There were about 600 reports of strange things falling from the sky during the last century and many of them remain unexplained. We have focused on a few of the more recent episodes to bring you as much evidence as possible and let you ponder the theories. Now, be warned, some of the theories seem even more impossible then the event itself.
Honduran Festival of the Rain of Fishes
Of all the odd things that fall from the sky, fish are the most common. There have been countless fish rains for centuries, In fact, since 1998, in Yoro, Honduras they have held a festival to celebrate the annual fish rains called, appropriately, The Festival of the Rain of Fishes. The local TV station says it has been occurring twice a year lately. A National Geographic investigation determined that the fish are a blind, cave-dwelling fresh water species and their origins are a mystery. Witnesses say the fish rain is preceded by dark clouds, a thunderstorm and heavy rain. When the rain ends, there are thousands of 6- to 8-inch fish flopping around on the ground and the locals pick them up and cook them. During the rainy-fish season the locals set up frying stations and pass out fresh cooked fish as part of the celebration. Some attribute the event to a Catholic missionary, Father Jose Manuel Subirani and they call it a miracle. Apparently, he visited the town in 1854 and finding little food, prayed to God for sustenance for the people. It is said the first fish rain occurred immediately after and continues every year around the same time.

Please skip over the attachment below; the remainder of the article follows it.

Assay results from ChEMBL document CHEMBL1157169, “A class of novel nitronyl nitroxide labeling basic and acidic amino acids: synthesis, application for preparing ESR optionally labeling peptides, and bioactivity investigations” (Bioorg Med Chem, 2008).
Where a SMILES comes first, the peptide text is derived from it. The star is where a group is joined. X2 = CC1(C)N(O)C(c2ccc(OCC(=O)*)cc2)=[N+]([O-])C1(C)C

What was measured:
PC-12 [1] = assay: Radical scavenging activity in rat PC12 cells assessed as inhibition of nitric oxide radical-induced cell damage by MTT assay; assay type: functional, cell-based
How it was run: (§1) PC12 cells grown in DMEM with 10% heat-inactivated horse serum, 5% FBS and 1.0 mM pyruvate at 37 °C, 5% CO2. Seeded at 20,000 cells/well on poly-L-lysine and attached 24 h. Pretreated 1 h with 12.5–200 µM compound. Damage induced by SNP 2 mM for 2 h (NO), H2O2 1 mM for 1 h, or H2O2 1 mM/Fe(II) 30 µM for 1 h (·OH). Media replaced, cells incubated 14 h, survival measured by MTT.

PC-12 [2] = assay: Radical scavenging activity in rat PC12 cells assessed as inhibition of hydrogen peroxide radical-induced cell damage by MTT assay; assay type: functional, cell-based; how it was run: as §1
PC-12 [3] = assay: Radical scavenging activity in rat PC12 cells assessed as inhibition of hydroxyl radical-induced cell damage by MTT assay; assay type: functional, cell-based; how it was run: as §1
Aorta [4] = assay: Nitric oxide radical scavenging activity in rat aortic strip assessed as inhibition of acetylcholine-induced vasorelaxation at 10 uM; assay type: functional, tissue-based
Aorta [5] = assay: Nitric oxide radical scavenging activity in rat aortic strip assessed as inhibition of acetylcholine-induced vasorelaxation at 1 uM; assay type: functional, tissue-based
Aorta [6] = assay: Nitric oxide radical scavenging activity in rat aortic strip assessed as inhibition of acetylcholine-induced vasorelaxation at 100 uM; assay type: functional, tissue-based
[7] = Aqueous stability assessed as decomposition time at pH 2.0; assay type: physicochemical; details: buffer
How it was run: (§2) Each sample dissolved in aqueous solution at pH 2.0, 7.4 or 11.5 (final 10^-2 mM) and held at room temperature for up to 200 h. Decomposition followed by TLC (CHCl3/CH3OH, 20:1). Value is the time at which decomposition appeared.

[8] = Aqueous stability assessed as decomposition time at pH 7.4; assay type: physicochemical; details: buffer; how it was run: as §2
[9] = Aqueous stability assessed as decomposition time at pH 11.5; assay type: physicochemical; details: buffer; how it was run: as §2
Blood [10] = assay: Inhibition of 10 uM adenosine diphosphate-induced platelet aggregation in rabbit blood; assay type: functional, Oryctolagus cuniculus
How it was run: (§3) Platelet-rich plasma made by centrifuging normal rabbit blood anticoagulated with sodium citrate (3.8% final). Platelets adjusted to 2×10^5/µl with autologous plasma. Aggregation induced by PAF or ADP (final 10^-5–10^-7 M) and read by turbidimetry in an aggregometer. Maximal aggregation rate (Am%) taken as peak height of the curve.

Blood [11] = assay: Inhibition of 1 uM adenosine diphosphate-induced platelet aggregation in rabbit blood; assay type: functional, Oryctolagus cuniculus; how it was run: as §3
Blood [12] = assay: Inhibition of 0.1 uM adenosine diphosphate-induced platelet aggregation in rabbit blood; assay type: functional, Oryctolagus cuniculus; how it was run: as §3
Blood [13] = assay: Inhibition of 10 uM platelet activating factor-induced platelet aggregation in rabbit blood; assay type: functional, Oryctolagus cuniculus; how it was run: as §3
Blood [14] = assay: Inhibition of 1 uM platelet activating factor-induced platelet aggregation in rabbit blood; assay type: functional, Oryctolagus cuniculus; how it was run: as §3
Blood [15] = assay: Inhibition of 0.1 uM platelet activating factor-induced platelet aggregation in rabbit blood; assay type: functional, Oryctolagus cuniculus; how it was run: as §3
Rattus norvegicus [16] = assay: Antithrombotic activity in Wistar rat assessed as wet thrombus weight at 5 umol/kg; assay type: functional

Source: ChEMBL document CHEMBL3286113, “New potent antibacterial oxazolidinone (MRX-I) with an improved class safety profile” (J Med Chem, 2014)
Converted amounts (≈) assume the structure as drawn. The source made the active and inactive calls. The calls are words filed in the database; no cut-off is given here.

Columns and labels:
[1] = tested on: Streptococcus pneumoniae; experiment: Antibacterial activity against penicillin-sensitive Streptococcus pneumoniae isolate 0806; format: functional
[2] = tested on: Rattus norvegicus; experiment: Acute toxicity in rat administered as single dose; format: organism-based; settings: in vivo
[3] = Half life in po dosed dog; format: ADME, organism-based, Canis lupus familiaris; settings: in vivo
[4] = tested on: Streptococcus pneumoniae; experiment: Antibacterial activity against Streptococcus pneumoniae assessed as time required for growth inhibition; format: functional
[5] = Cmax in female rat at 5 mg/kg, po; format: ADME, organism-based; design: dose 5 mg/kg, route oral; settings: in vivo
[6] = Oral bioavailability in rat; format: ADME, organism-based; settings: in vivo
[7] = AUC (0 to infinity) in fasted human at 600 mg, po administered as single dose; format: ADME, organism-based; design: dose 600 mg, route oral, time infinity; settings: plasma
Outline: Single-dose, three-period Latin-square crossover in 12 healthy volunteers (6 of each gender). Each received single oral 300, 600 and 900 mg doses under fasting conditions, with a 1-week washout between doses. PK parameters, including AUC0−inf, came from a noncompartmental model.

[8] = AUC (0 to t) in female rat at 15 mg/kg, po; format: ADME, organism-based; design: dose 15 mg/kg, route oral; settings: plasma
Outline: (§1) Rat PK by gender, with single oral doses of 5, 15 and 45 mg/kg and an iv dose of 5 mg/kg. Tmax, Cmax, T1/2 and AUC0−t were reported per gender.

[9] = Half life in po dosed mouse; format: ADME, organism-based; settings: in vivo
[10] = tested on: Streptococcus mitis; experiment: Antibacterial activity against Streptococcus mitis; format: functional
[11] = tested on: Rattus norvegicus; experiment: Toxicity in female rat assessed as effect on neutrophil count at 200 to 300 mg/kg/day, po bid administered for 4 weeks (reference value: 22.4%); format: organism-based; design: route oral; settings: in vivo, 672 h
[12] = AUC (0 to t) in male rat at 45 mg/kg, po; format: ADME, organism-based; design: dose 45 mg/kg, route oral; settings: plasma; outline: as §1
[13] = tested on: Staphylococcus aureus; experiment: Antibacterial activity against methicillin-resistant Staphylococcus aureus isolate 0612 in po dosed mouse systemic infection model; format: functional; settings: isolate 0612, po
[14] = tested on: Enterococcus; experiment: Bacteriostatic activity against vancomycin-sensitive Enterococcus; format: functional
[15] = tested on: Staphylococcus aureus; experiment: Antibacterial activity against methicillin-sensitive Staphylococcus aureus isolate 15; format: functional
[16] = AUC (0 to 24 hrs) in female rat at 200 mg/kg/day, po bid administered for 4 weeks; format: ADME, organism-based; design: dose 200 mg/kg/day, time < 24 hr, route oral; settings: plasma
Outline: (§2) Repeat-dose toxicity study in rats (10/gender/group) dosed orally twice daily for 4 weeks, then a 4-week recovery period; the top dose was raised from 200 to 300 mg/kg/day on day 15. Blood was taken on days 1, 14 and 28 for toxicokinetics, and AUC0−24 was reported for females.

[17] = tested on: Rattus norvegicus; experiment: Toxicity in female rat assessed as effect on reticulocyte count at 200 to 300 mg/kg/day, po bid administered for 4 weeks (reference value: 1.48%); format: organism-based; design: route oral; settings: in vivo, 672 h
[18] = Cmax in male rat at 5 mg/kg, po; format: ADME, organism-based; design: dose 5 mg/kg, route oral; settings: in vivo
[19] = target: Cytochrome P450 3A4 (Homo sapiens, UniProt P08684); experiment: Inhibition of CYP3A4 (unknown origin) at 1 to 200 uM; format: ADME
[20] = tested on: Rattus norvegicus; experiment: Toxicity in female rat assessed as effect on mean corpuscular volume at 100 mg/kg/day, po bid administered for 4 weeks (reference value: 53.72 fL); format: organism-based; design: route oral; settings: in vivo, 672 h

Tadpoles and Frogs
In May of 1981, the Greek Meteorological Institute found itself questioning its’ logical powers when small frogs fell on the city of Naphlion in Southern Greece. The best reason they could give for the frog-fall was that a very strong wind had picked up the frogs in their native North Africa and deposited them several hundred miles away in Greece.
More recently, a rain of small minnows and tadpoles fell in Japan’s Ishikawa Prefecture on June 4th 2009. Theories include migrating pelicans regurgitating as they flew high over the area.
The most popular theory for their appearance is that water spouts or small tornados suck a school of minnows high into the atmosphere and deposit it many miles away from it’s natural origin. However, this does not account for why there is usually only one species involved and no rain of pond plants or beer cans. Another, more offbeat theory contends that there are clouds of oceans which defy the laws of physics, floating around the sky or in a parallel dimension which deposit their contents when a breach in the dimensional barrier occurs, like a wormhole to another dimension, or a fish hole if you will.
An inter-dimensional fish hole seems to be the only plausible answer why Kim Ho, a Korean fisherman was knocked unconscious by a frozen squid falling from the sky while fishing near the Falkland Islands in 1997. Unfortunately for him, he was unconscious for two days and suffered brain damage. His ship mates denied having any frozen squid onboard at the time or having a grudge against him for winning a poker match the night before.
On April 6, 2007, a rain of spiders was captured in photos by Argentine photographer, Christian Oneto Gaona. He was climbing San Bernardo Peak in Argentina’s Salta Province with friends when they noticed the ground covered with spiders. Looking up, they noticed the spiders falling from the sky. He snapped a few pictures to prove his point and then probably ran off swatting and screaming like a little girl.